How then about DSGE vs. IS-LM in policy debate? IS-LM and related models were mainly discarded in policy analysis because they incorporate reduced form parameters on e.g. the interest rate responsiveness of investment or the marginal propensity to consume which most economists were not convinced to be sufficiently independent of economic policy. This criticism is today as valid as it was 30 or 40 years ago, none of that has changed. All that has changed is that IS-LM made some “correct” (one may very well discuss the use of this word here but that´s not the purpose of this blog entry) predictions. Shall we go back to a model that was labelled as an unpersuasive tool although the main point of criticism is still valid – NO. Shall we use it now lacking a better alternative? Properly specified state-of-the-art DSGE models are a tool that outclasses IS-LM on virtually every aspect (YES even when it comes to rational expectations). For sake of shortening the entry, I will yet argue my case for that in a follow-up post.


3 thoughts on “How to judge (macro)economic models or Why Paul Krugman gets it wrong

  1. I agree with most of your argument. But I think you’re missing the main point, viz. that the ISLM is just a baby version of a New Keynesian DSGE model. The basic version of the NK model has a dynamic IS equation relating the output gap to the real interest rate, a Phillips curve relating the output gap to inflation, and a monetary policy rule relating the nominal interest rate to inflation and the output gap. This is exactly the same set of equations that appear in the ISLM-ASAD model of our beloved textbooks. Hence, there is no prediction that the ISLM model makes that is not also made by a basic NK DSGE. So it makes no sense to pitch ISLM against DSGE.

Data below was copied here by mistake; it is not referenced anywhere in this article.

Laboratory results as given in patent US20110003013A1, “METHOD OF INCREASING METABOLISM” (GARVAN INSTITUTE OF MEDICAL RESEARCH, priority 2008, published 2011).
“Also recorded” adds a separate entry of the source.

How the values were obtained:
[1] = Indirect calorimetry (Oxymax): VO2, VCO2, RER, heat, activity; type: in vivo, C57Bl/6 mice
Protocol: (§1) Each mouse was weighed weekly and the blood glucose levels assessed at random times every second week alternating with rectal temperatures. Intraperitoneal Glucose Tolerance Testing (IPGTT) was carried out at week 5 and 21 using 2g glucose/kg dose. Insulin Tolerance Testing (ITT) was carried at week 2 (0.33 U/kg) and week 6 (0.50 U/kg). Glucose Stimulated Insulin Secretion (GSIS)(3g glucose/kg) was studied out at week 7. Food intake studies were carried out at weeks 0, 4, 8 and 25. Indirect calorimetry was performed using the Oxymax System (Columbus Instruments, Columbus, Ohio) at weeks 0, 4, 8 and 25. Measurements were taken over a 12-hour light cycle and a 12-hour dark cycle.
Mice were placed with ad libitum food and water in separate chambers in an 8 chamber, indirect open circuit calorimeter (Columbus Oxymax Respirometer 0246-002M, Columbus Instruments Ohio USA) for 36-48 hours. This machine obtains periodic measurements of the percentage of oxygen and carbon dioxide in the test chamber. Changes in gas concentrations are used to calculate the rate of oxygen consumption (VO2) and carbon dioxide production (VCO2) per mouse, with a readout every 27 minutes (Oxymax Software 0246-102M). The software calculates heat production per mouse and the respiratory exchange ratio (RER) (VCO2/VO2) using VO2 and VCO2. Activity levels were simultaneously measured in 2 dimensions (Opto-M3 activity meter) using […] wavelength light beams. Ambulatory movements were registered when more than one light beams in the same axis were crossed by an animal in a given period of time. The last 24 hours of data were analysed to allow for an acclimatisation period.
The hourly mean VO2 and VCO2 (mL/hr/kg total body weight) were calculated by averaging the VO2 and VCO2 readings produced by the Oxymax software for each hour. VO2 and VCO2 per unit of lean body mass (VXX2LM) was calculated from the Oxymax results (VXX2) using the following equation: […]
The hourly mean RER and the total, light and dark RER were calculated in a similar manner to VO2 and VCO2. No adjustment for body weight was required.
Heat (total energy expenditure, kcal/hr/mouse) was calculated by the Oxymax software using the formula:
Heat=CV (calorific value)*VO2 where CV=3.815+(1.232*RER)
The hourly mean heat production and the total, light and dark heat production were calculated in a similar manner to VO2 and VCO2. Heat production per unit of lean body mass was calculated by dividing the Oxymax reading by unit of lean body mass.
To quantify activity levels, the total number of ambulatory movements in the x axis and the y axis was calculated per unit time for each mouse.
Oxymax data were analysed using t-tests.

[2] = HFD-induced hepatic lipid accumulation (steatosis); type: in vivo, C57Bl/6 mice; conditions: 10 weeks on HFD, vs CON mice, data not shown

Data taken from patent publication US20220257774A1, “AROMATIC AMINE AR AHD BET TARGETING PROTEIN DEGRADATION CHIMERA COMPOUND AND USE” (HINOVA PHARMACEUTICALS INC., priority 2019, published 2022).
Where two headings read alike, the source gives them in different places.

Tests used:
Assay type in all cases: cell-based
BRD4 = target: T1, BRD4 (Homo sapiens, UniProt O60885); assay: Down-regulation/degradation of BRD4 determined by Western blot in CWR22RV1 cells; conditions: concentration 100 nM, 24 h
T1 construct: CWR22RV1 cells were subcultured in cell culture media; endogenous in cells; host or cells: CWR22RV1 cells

2. Thanks for pointing to the similarities between DSGE and IS-LM. I´d say it makes perfect sense e.g. in teaching to start with the IS-LM framework since you are perfectly right that many ideas translate into the more sophisticated DSGE models. In terms of policy analysis, I yet don´t agree with you. Take Krugman´s beloved case of expansionary fiscal policy: If the economy is below potential output, expansionary fiscal policy boosts economic growth in the (closed economy) IS-LM model with a relatively strong fiscal multiplier which easily exceeds 1. The latter rests on the assumption that households simply spend a fixed fraction of any additional Euro earned. Adding a fiscal sector to the basic NK model you described above gave in contrast very small fiscal multipliers in the early DSGE literature because households there adjust consumption plans intertemporally. You may now say, well, the qualitative “prediction” is the same – ok, but for policy analysis the quantitative question certainly matters. When it comes to policy analysis, I would therefore not say that the IS-LM gives the same prediction as these kinds of DSGEs. Going beyond “predictions” also the adjustment mechanisms can be very different see ( e.g.).

  3. Pingback: Why I like DSGE models | Graz Economics Blog